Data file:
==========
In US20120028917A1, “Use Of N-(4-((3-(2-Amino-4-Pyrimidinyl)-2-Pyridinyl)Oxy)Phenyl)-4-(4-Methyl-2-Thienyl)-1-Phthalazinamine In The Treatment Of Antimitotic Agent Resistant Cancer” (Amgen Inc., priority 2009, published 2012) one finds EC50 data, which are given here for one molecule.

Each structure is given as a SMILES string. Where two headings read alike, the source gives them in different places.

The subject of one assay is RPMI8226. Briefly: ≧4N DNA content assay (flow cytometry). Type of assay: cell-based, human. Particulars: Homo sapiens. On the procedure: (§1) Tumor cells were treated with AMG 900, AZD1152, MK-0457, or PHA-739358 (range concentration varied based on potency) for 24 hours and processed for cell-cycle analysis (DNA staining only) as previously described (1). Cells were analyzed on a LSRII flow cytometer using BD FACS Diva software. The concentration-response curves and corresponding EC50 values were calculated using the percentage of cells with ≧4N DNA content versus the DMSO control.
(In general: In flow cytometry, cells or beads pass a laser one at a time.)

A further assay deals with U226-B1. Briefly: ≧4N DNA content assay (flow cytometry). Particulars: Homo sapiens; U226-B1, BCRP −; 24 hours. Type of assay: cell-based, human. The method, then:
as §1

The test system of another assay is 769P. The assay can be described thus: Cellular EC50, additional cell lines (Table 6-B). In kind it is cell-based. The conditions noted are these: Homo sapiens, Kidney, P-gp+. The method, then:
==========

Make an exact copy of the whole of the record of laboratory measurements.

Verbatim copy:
In US20120028917A1, “Use Of N-(4-((3-(2-Amino-4-Pyrimidinyl)-2-Pyridinyl)Oxy)Phenyl)-4-(4-Methyl-2-Thienyl)-1-Phthalazinamine In The Treatment Of Antimitotic Agent Resistant Cancer” (Amgen Inc., priority 2009, published 2012) one finds EC50 data, which are given here for one molecule.

Each structure is given as a SMILES string. Where two headings read alike, the source gives them in different places.

The subject of one assay is RPMI8226. Briefly: ≧4N DNA content assay (flow cytometry). Type of assay: cell-based, human. Particulars: Homo sapiens. On the procedure: (§1) Tumor cells were treated with AMG 900, AZD1152, MK-0457, or PHA-739358 (range concentration varied based on potency) for 24 hours and processed for cell-cycle analysis (DNA staining only) as previously described (1). Cells were analyzed on a LSRII flow cytometer using BD FACS Diva software. The concentration-response curves and corresponding EC50 values were calculated using the percentage of cells with ≧4N DNA content versus the DMSO control.
(In general: In flow cytometry, cells or beads pass a laser one at a time.)

A further assay deals with U226-B1. Briefly: ≧4N DNA content assay (flow cytometry). Particulars: Homo sapiens; U226-B1, BCRP −; 24 hours. Type of assay: cell-based, human. The method, then:
as §1

The test system of another assay is 769P. The assay can be described thus: Cellular EC50, additional cell lines (Table 6-B). In kind it is cell-based. The conditions noted are these: Homo sapiens, Kidney, P-gp+. The method, then: